MONTREAL – Canada became the largest country in the world Wednesday to legalize recreational marijuana nationwide, and there are new questions about the effects this will have on the United States.
On Wednesday afternoon, U.S. Border and Customs Patrol held a press conference in neighboring Michigan, a state that has recreational marijuana on the ballot this November election, warning Americans and Canadians that it is illegal to cross the border with marijuana.
“Marijuana is illegal federally in the U.S., so use of, sales or production, or distribution could render someone admissible to the United States,” said Charles Perry, CBP director of field operations. Perry reiterated that it does not matter if an American is crossing between a state that has legalized recreational marijuana and Canada, like in Vermont, or Washington.
“Federal law supersedes state law,” he said.
CBP is also warning Canadians who work in the legal marijuana industry that they may be denied entry into the United States if they are traveling on a marijuana business trip.
Even those who admit to smoking marijuana in Canada could be deemed inadmissible. It is up to the border agent’s discretion.
As Canada’s grand cannabis experiment begins, Americans in border states will weigh their own future. Michigan and North Dakota have recreational marijuana legalization on the ballot in November. So far, nine states and Washington D.C. have legalized marijuana, including Maine and Vermont. There are varying opinions as to whether Canada’s legalization will positively or negatively affect public opinion in the U.S.
“The ship is already sailing at the velocity it can sail at in the U.S.,” said Richard Hahn, executive director of Crime and Justice Program at New York University. “Canadian legalization will proceed with very little impact on the United States.”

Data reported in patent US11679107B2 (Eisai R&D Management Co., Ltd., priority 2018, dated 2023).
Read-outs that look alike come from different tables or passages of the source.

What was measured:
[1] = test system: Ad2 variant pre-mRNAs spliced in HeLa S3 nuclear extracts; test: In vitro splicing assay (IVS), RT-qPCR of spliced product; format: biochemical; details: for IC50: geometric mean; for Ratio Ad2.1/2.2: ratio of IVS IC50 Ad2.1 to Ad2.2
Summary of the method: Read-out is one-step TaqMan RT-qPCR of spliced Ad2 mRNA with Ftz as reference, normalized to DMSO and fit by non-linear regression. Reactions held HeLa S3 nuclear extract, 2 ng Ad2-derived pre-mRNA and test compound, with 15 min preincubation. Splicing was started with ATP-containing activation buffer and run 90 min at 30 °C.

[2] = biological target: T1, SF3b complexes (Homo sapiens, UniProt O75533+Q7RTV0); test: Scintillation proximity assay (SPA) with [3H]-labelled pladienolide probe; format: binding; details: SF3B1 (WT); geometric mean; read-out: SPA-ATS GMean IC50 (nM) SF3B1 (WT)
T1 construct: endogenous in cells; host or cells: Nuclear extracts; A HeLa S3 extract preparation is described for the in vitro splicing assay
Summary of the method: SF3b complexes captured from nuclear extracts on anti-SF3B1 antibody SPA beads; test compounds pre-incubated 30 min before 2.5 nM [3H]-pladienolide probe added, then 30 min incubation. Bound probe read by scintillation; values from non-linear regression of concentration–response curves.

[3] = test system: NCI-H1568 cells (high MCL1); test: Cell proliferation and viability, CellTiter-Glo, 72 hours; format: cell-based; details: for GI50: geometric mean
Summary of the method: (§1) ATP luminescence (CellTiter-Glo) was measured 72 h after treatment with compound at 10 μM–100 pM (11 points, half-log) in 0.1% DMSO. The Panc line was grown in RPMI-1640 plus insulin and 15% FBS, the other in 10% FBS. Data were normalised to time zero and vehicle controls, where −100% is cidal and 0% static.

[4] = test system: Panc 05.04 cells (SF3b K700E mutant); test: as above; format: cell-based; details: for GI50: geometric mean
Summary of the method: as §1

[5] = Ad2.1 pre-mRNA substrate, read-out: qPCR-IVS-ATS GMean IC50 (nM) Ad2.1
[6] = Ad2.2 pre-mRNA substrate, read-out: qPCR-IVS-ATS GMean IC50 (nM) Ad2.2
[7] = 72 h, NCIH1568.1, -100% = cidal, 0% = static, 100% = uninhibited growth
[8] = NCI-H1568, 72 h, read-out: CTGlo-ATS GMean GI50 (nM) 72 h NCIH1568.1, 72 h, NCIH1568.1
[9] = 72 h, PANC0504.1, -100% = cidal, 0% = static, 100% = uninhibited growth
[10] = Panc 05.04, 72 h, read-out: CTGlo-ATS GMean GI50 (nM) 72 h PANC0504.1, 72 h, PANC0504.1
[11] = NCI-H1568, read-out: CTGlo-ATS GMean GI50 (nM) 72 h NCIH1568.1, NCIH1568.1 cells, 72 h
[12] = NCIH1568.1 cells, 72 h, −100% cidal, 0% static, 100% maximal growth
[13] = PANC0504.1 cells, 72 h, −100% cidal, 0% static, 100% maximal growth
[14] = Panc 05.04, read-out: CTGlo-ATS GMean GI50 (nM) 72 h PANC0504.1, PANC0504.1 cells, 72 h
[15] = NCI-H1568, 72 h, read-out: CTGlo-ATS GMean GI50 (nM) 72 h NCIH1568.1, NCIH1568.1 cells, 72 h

Hahn believes this is partly due to market forces, mainly Americans who don’t need Canadian marijuana because there is plenty of supply in the nine states that have legalized it.
“When you involve crossing an international border with an illicit drug, you are adding tremendously to the risk you are facing,” he explained, pointing out that laws in U.S. states where recreational marijuana is legal are much less restricted than in Canada. “You’re better off sticking with the domestic product.”
Others, however, are sounding the alarm.
On Wednesday, the anti-marijuana advocacy group Smart Approaches to Marijuana, or SAM, launched a watchdog campaign called PotWatch to monitor the legalization policy in Canada.
“This is really the last thing our hemisphere needs right now in the midst of an opiate epidemic is to increase the U.S. of illegal drugs and any drug that’s intoxicating, including marijuana,” Kevin Sabet, President of SAM, told Fox News.
On Wednesday, Canadian Prime Minister Justin Trudeau spoke to parliament, reiterating why he had been campaigning for this legislation over the last few years. Trudeau believes legalizing marijuana will regulate the supply and help to keep marijuana out of the reach of children, and to keep profits away from organized international crimes. The government hopes this legislation will cut the $8 billion black market in half by the end of the first year.
Sabet has his doubts.
“The cartels will always be many steps ahead of the provincial and federal bureaucrats unfortunately, I hate to say it,” Sabet said. “And I think they will be easily able to outsmart our government and have this spread across the continent.”
Meanwhile, on Wednesday there was the smell of marijuana in the streets and the sound of cheers from Canada’s first legal marijuana customers.
Thousands of Canadians lined up in front of over 100 private and government stores Wednesday, including Corey Stone, who arrived just before 4 a.m. at a government store in downtown Montreal.
“I’m very happy that prohibition has ended,” Stone said. “I think this will end the stigma of cannabis a little bit.”
Other customers were hopeful it was the start of a movement that will sweep nations worldwide.
“I think we can be a shining example to our neighbors to the south, there is a very dynamic legalization community down there,” Marc-Boris St. Maurice said.
Only time will tell if Canada’s nationwide legalization will serve as an example or a cautionary tale.
“Look, we did it," St. Maurice said, "and the sky hasn’t fallen and everyone looks like they are having a jolly good time.”